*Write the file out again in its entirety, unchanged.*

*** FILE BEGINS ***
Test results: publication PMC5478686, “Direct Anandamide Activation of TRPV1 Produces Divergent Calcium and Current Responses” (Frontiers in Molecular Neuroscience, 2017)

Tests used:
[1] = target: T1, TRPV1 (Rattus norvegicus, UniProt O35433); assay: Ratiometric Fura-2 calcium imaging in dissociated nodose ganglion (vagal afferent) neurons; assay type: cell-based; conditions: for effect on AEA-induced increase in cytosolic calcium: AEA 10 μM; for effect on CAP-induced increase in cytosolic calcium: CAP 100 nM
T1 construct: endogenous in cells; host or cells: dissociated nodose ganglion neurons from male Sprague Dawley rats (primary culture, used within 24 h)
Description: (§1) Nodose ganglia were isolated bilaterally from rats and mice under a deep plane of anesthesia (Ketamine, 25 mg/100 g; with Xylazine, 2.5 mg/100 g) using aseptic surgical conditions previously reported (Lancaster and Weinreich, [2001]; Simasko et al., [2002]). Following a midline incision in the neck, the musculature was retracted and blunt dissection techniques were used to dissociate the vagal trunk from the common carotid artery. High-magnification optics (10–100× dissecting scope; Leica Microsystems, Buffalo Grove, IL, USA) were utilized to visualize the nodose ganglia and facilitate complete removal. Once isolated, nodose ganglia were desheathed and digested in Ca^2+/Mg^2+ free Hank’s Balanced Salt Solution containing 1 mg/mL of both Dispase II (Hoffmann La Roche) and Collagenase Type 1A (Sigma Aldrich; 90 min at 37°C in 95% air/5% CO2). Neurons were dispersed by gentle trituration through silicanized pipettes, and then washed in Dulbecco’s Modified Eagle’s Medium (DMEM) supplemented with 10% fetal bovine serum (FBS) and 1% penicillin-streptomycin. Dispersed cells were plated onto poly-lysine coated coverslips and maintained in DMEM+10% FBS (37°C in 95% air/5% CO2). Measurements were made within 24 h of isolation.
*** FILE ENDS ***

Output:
Test results: publication PMC5478686, “Direct Anandamide Activation of TRPV1 Produces Divergent Calcium and Current Responses” (Frontiers in Molecular Neuroscience, 2017)

Tests used:
[1] = target: T1, TRPV1 (Rattus norvegicus, UniProt O35433); assay: Ratiometric Fura-2 calcium imaging in dissociated nodose ganglion (vagal afferent) neurons; assay type: cell-based; conditions: for effect on AEA-induced increase in cytosolic calcium: AEA 10 μM; for effect on CAP-induced increase in cytosolic calcium: CAP 100 nM
T1 construct: endogenous in cells; host or cells: dissociated nodose ganglion neurons from male Sprague Dawley rats (primary culture, used within 24 h)
Description: (§1) Nodose ganglia were isolated bilaterally from rats and mice under a deep plane of anesthesia (Ketamine, 25 mg/100 g; with Xylazine, 2.5 mg/100 g) using aseptic surgical conditions previously reported (Lancaster and Weinreich, [2001]; Simasko et al., [2002]). Following a midline incision in the neck, the musculature was retracted and blunt dissection techniques were used to dissociate the vagal trunk from the common carotid artery. High-magnification optics (10–100× dissecting scope; Leica Microsystems, Buffalo Grove, IL, USA) were utilized to visualize the nodose ganglia and facilitate complete removal. Once isolated, nodose ganglia were desheathed and digested in Ca^2+/Mg^2+ free Hank’s Balanced Salt Solution containing 1 mg/mL of both Dispase II (Hoffmann La Roche) and Collagenase Type 1A (Sigma Aldrich; 90 min at 37°C in 95% air/5% CO2). Neurons were dispersed by gentle trituration through silicanized pipettes, and then washed in Dulbecco’s Modified Eagle’s Medium (DMEM) supplemented with 10% fetal bovine serum (FBS) and 1% penicillin-streptomycin. Dispersed cells were plated onto poly-lysine coated coverslips and maintained in DMEM+10% FBS (37°C in 95% air/5% CO2). Measurements were made within 24 h of isolation.